Mr B.

    Yes where in MD?

  49. Don’t think I have an accuracy problem so top touch must be ok. Must still be aligned inside ok. I shoot ragged one holers at 10m but dang it’s hard to stay inside that target’s 10 hole.

  50. Take today Mothers’ Day off and read this tomorrow.

    This “older entries”/”newer entries” thing is getting me confused. Is it really working correctly?

  51. General question for you all. My daughter wants to learn to shoot a pistol too (she has recently started learning to shoot a rifle, with amazing results). She is only 8, and small for her size. Most os the pistols are double action, and difficult for her to pull the trigger.

    I have a Walther P99 pellet gun, and it cocks too hard for her to shoot in single action. Many of the cocking pistols are just too hard to cock for her, so I started to look at CO2 to help her out a bit.

    To start her off, I was thinking about the Walther PPK as it is a single action shooter. She actually picked out that pistol herself from the list on Pyramid. Cock once, and she could then shoot fairly well. (I suppose I could get a P99 Compact, to have similar accuracy as her).

    So my question. What sort of accuracy can one expect from the Walther PPK and/or P99 Compact action pistols. If they are as accurate as throwing a rock, that wouldn’t be very fun. (She is already blasting Necco’s at 8 yards with her IZH-61). I know that these pistols are not super accurate, but what can they pull off? Pop can at how many feet? Pop can at 10 yards reasonable to expect?

    Any other options you can recommend? Are there other pistols that would work well? She is doing so well with her rifle (amazing really, I don’t think I could hit Necco’s when I was 8 at that distance) and really liking it. She is excellent at handling it safely too, which is really great. She wants to shoot pistol with me too, why not. Suggestions are welcome. Thanks all.

    • PPK: Pop can at ten yards, no problem. Necco at ten yards, maybe, maybe not.

      I’ve found a wonderful natural target out here in the American West. It is a type of wild gourd known as a “buffalo gourd”. About the size of a tennis ball, and bright yellow. They can absorb up to 50 pellets before shattering completely.

      These things grow wild where ever there is enough rainfall to support them. They are almost perfectly spherical.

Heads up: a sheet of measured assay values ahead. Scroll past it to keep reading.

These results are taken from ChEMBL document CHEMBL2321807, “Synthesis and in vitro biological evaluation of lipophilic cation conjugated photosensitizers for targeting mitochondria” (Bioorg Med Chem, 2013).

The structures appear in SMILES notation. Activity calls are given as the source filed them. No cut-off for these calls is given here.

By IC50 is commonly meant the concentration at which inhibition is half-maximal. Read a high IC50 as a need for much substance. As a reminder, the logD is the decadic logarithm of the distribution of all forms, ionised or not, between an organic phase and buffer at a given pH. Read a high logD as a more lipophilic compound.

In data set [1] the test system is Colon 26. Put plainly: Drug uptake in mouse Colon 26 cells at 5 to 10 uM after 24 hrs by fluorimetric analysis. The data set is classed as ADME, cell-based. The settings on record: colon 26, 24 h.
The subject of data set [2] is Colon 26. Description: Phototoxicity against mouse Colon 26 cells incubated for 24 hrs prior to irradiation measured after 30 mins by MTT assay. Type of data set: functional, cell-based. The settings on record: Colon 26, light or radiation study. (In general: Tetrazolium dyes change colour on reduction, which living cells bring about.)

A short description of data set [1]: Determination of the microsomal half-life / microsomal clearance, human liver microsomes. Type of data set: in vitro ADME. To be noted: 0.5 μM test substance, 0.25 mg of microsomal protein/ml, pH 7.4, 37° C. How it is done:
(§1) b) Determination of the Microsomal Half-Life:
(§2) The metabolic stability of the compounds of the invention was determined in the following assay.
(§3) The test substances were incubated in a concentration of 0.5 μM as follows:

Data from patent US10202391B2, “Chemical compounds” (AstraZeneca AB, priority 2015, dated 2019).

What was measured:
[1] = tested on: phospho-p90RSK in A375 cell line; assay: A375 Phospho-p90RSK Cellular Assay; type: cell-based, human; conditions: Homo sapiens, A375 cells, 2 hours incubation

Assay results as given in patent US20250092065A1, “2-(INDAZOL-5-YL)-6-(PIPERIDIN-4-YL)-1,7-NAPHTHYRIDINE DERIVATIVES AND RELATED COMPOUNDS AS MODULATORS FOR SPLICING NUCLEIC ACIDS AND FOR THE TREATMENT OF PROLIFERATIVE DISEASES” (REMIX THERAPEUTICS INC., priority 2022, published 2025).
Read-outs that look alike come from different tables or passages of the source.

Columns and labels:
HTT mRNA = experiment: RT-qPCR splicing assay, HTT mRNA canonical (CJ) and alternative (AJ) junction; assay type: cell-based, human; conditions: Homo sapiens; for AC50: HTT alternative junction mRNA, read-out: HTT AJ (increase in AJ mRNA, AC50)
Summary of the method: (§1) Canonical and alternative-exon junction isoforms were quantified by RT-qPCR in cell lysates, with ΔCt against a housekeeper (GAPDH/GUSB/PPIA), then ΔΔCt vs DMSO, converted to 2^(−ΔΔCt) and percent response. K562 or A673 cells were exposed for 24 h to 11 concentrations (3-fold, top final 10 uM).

• bristolview,

      This is Edith, but Tom is dictating this from his hospital bed:

      I recommend the Beeman P17. You should be able to hit Neccos at 10 meters when she gets good. The trigger is a delight. The sights are crisp and adjustable.

      In my experience, the PPK/S shot 2.5″ groups @ 12 feet. I suppose some of that is due to mfg tolerances.

      Tom Gaylord

      • Tom and Edith, Thank you both. I actually have a P17, and I can’t say enough good about it. I didn’t expect much for the price, but it is very very good. My daughter could never cock it however, which is the only issue; at least for it and her. I have to agree, the trigger is wonderful and the sights reliable. This is the pistol I have been shooting, and which got her interested in shooting with me. I love it, but I’m concerned about how long it will last (based on many not as favorable reviews as mine).

        Needless to say, it is way too hard to cock for my daughter. I suppose I could cock it for her, but she really wants to do it herself. If those action pistols can hit a pop can at 10 yards (“no problem” according to the other post), that would be ok for now to learn how to safely handle a pistol, and the basics of shooting one. She can take the pop cans with the pistol, and the Necco’s with her IZH-61 rifle.

  52. Hi folks,

    Happy Mother’s Day. A general question about our new blog and the RSS comments and feeds. I am using AOL 9.5 and and it won’t load the entries and comments RSS pages except in html coding–help.

    Mr B.

    • Hi, Mr B. I highly recomment using Google Reader (http://www.google.com/reader/) for viewing RSS feeds. It’s what a feed reader ought to be: shows you only new/unseen stuff by default, and allows you to quickly flip through items largely with single-keystroke shortcuts (if that’s your preference; mouse works fine, too). You can use it to view the blog entries themselves, as well as the comments. While you’re there, subscribe to some other fun stuff like your favorite news outlets, the Yellow forums, etc. Good stuff.